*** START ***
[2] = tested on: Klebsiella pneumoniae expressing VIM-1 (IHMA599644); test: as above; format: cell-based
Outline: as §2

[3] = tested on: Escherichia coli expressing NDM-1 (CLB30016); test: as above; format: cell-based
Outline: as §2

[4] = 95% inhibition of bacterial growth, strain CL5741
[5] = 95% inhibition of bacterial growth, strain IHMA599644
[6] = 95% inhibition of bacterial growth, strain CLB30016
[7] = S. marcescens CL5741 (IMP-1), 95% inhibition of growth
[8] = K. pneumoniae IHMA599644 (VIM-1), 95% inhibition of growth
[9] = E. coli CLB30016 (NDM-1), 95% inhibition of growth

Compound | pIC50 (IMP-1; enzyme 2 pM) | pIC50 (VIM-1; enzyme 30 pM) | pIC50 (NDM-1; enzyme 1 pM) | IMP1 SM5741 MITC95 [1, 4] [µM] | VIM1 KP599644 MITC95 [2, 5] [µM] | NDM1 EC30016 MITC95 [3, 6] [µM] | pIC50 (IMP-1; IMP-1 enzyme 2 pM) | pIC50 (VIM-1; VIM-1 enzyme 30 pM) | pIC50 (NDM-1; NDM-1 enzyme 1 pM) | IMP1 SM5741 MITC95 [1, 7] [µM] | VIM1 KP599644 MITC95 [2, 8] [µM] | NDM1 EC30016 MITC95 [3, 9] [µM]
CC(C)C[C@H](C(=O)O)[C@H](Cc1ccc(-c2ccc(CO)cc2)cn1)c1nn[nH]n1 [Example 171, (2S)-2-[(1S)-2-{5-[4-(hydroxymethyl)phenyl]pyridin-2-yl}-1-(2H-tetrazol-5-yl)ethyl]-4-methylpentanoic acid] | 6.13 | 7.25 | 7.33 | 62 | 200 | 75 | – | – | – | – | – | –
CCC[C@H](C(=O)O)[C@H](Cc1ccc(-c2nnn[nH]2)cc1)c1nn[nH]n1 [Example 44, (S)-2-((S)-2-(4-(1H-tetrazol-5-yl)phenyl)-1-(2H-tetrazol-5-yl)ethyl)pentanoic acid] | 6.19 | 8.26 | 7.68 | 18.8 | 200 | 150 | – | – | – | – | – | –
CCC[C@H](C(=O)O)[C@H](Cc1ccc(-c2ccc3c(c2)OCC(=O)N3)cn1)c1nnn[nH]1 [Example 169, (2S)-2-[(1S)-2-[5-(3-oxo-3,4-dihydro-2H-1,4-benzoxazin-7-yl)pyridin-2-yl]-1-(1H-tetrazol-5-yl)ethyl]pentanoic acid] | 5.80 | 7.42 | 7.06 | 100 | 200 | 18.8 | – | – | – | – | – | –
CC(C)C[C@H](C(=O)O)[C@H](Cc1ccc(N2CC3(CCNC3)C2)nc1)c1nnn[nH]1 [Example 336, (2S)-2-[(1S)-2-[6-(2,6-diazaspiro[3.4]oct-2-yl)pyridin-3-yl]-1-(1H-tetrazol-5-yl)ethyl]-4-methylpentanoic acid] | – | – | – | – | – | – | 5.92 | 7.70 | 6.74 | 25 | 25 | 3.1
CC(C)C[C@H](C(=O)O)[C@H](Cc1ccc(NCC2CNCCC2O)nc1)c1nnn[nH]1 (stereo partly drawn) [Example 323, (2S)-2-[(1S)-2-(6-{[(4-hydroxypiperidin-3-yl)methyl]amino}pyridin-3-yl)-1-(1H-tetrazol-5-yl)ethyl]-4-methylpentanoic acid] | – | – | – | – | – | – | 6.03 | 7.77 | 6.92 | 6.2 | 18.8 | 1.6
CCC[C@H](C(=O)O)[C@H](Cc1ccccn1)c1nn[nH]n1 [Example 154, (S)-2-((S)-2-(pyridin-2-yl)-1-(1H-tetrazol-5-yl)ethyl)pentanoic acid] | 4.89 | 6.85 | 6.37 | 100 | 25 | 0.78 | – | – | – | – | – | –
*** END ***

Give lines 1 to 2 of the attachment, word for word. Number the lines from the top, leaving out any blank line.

[2] = tested on: Klebsiella pneumoniae expressing VIM-1 (IHMA599644); test: as above; format: cell-based
Outline: as §2